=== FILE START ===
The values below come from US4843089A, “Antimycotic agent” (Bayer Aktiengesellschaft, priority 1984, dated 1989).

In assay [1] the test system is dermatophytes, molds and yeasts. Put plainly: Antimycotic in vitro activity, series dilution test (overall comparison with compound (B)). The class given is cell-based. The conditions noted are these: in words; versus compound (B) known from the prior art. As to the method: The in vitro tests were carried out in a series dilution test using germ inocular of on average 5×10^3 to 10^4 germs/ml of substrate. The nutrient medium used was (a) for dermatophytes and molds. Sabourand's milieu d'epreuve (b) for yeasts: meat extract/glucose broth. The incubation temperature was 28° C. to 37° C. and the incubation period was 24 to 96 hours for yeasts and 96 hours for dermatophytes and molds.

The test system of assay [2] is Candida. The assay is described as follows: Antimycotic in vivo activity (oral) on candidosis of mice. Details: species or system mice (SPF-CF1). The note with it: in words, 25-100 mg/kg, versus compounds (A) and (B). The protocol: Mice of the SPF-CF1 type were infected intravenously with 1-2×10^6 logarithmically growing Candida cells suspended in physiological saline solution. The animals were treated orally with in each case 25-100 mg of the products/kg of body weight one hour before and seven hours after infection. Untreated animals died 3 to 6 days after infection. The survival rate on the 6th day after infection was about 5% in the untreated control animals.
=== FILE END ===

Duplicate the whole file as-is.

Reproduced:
The values below come from US4843089A, “Antimycotic agent” (Bayer Aktiengesellschaft, priority 1984, dated 1989).

In assay [1] the test system is dermatophytes, molds and yeasts. Put plainly: Antimycotic in vitro activity, series dilution test (overall comparison with compound (B)). The class given is cell-based. The conditions noted are these: in words; versus compound (B) known from the prior art. As to the method: The in vitro tests were carried out in a series dilution test using germ inocular of on average 5×10^3 to 10^4 germs/ml of substrate. The nutrient medium used was (a) for dermatophytes and molds. Sabourand's milieu d'epreuve (b) for yeasts: meat extract/glucose broth. The incubation temperature was 28° C. to 37° C. and the incubation period was 24 to 96 hours for yeasts and 96 hours for dermatophytes and molds.

The test system of assay [2] is Candida. The assay is described as follows: Antimycotic in vivo activity (oral) on candidosis of mice. Details: species or system mice (SPF-CF1). The note with it: in words, 25-100 mg/kg, versus compounds (A) and (B). The protocol: Mice of the SPF-CF1 type were infected intravenously with 1-2×10^6 logarithmically growing Candida cells suspended in physiological saline solution. The animals were treated orally with in each case 25-100 mg of the products/kg of body weight one hour before and seven hours after infection. Untreated animals died 3 to 6 days after infection. The survival rate on the 6th day after infection was about 5% in the untreated control animals.